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Oral health promotion, prevention, & treatment strategies for Head Start families: Early findings from the Oral Health Initiative evaluation: Vol. II. Site profiles
United States. Administration for Children and Families. Office of Planning, Research and Evaluation, September 05, 2007
Washington, DC: U.S. Administration for Children and Families, Office of Planning, Research and Evaluation.

Interim findings from a two-year implementation evaluation of the Head Start Oral Health Initiative, which provided grants to Head Start programs to design and implement oral health promotion strategies, based on 1) interviews with program directors, 2) a web-based record-keeping system for grantees, and 3) site visits. This volume is based on data from the first source

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Partnerships for quality: Improving infant-toddler child care for low-income families
United States. Child Care Bureau, 2002
Washington, DC: Zero to Three.

A study of collaborations to increase access to high-quality child care for low-income families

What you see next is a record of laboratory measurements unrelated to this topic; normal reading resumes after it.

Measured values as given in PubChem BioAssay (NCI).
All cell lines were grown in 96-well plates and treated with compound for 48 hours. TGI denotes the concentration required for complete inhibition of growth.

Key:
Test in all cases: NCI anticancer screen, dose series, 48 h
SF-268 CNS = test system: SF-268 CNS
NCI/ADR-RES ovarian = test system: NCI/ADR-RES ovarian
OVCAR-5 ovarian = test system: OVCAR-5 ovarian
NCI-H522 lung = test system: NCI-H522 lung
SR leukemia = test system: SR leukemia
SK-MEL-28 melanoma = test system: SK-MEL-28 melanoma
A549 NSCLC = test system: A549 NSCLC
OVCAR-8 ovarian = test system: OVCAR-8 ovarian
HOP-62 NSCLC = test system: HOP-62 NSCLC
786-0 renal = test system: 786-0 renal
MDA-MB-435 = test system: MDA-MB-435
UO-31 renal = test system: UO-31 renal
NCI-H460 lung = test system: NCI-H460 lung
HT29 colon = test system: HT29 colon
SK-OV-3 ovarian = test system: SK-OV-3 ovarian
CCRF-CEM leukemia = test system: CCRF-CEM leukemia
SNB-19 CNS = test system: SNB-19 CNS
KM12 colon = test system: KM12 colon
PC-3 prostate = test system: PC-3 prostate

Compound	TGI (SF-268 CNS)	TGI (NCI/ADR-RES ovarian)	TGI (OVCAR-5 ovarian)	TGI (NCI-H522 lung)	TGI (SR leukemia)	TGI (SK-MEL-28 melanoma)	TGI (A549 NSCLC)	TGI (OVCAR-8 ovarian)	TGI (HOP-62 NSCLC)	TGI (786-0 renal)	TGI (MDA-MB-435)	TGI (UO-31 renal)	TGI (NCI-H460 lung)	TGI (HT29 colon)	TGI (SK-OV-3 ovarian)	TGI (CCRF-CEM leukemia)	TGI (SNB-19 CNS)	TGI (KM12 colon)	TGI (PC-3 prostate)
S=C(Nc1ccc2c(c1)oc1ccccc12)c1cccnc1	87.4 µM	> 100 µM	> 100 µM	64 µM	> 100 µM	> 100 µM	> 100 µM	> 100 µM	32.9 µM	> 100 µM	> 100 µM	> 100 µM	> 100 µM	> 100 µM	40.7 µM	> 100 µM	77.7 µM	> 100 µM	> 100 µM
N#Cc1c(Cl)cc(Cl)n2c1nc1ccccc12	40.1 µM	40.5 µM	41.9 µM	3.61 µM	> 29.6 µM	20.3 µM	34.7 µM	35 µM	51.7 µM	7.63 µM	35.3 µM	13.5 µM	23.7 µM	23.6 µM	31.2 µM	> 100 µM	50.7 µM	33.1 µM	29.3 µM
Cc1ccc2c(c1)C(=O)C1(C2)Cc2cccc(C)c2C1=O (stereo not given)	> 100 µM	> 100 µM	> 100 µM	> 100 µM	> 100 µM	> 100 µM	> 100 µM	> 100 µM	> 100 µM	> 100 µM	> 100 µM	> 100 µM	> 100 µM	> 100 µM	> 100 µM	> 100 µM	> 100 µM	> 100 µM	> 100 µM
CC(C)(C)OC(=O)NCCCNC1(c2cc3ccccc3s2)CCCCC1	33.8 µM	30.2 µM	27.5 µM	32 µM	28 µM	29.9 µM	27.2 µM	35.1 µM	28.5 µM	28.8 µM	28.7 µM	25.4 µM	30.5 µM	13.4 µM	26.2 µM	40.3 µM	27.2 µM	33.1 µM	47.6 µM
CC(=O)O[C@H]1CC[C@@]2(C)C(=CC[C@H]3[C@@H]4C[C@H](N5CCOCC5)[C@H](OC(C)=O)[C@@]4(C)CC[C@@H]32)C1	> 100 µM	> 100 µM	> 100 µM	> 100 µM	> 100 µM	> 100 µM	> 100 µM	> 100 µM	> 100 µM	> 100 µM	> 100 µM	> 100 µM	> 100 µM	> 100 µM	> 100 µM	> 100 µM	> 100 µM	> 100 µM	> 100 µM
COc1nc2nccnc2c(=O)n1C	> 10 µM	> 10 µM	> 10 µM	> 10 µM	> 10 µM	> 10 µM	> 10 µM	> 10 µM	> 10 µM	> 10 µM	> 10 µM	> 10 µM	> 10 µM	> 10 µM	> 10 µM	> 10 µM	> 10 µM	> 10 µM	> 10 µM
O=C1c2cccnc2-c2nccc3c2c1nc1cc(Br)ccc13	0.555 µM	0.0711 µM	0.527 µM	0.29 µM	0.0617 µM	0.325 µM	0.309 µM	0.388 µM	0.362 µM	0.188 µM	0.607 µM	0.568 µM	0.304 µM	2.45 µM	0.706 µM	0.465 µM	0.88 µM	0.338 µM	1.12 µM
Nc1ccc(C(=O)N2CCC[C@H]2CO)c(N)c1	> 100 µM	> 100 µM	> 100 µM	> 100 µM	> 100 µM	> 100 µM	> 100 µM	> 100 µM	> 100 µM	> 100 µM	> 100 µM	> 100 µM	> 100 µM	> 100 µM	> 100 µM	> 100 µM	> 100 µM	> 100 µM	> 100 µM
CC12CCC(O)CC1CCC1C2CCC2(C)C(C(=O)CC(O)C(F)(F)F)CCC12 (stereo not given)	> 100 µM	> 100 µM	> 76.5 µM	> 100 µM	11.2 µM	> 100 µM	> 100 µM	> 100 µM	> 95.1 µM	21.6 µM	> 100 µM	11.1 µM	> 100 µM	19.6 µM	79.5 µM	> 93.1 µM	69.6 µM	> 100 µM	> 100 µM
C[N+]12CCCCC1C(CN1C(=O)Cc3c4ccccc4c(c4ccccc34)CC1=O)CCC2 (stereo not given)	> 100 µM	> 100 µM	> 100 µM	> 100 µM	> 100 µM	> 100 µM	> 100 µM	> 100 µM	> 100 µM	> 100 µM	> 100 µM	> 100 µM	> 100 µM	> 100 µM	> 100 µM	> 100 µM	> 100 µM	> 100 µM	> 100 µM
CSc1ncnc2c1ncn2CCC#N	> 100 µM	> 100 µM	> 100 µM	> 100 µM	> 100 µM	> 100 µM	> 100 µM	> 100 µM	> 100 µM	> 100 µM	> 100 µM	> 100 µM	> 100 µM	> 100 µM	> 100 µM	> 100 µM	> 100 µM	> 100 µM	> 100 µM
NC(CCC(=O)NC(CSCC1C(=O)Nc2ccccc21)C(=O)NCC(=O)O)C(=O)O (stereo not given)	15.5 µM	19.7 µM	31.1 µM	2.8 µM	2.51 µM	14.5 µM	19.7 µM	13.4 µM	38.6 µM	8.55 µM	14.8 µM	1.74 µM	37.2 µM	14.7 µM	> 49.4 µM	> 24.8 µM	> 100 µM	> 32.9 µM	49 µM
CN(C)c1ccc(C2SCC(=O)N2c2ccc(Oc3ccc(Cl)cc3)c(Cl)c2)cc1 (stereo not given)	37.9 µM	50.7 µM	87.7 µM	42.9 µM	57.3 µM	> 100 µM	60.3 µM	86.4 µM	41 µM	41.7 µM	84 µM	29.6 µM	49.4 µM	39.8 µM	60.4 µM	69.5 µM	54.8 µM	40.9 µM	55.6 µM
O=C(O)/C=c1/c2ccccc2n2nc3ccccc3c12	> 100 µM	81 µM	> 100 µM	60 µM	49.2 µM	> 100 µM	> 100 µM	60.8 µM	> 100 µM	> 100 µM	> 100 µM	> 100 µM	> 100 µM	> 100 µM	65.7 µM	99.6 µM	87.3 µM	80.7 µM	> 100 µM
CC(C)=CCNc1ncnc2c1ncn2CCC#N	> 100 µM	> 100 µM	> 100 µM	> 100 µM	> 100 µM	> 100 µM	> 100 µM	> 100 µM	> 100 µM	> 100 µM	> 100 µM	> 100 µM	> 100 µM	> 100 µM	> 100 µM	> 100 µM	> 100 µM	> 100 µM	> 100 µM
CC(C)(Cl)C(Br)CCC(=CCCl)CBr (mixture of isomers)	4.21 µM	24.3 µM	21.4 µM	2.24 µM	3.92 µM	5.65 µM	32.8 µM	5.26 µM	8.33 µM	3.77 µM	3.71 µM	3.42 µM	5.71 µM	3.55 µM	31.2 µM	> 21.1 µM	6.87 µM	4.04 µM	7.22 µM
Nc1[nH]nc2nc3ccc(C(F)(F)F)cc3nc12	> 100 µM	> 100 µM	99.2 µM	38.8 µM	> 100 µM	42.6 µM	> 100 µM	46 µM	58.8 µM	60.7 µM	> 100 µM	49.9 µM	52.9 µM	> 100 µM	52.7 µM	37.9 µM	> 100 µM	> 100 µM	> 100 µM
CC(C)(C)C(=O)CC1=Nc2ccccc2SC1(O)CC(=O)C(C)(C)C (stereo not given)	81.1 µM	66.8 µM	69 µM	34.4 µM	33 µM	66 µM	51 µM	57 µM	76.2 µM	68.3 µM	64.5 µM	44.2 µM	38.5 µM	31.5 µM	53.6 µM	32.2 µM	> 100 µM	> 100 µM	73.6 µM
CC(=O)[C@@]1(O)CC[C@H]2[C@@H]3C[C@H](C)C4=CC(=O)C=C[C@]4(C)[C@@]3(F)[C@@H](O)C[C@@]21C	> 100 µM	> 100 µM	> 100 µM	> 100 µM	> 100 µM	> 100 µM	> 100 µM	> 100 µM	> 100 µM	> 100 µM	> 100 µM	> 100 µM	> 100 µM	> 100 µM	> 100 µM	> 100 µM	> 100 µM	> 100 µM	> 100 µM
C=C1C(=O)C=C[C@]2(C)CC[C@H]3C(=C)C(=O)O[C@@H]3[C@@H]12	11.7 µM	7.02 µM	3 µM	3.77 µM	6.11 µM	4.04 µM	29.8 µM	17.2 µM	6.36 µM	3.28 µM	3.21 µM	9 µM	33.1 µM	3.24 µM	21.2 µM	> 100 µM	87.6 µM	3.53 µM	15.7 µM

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Pathways to quality and full implementation in Early Head Start programs
United States. Administration for Children and Families, 2002
Washington, DC: U.S. Department of Health and Human Services.

A report characterizing the development of Early Head Start programs over the first four years of the program's existence.

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A profile of kindergarten readiness in East Yakima: Fall 2007
Boller, Kimberley, 02 July, 2008
Princeton, NJ: Mathematica Policy Research.

The first year of analyses from a multi-year kindergarten readiness study, one of four components in an overall evaluation, of the East Yakima Early Learning Initiative, part of a 10-year strategy to improve children's school readiness in Washington State, that describe the school readiness and family characteristics of children entering kindergarten in fall 2007 in East Yakima, Washington, based on parent interviews, home observations, direct child assessments, and teacher reports of children's skills and behavior

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Research Connections is supported by grant #90YE0104 from the Office of Planning, Research and Evaluation, Administration for Children and Families, U.S. Department of Health and Human Services. The contents are solely the responsibility of the National Center for Children in Poverty and the Inter-university Consortium for Political and Social Research and do not necessarily represent the official views of the Office of Planning, Research and Evaluation, the Administration for Children and Families, or the U.S. Department of Health and Human Services.